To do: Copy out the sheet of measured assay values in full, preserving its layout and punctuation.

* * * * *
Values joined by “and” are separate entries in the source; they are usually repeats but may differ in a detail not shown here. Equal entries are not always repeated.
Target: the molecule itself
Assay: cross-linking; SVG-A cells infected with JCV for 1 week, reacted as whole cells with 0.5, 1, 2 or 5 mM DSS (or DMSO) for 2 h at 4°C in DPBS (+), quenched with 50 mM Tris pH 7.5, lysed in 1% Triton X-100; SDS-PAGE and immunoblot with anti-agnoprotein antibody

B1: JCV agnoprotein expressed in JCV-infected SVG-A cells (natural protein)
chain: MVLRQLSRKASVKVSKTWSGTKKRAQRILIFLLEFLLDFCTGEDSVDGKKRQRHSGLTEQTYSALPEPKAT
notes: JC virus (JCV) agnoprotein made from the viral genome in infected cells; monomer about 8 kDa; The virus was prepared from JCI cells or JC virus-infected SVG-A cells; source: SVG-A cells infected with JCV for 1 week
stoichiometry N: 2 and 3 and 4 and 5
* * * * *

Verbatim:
Values joined by “and” are separate entries in the source; they are usually repeats but may differ in a detail not shown here. Equal entries are not always repeated.
Target: the molecule itself
Assay: cross-linking; SVG-A cells infected with JCV for 1 week, reacted as whole cells with 0.5, 1, 2 or 5 mM DSS (or DMSO) for 2 h at 4°C in DPBS (+), quenched with 50 mM Tris pH 7.5, lysed in 1% Triton X-100; SDS-PAGE and immunoblot with anti-agnoprotein antibody

B1: JCV agnoprotein expressed in JCV-infected SVG-A cells (natural protein)
chain: MVLRQLSRKASVKVSKTWSGTKKRAQRILIFLLEFLLDFCTGEDSVDGKKRQRHSGLTEQTYSALPEPKAT
notes: JC virus (JCV) agnoprotein made from the viral genome in infected cells; monomer about 8 kDa; The virus was prepared from JCI cells or JC virus-infected SVG-A cells; source: SVG-A cells infected with JCV for 1 week
stoichiometry N: 2 and 3 and 4 and 5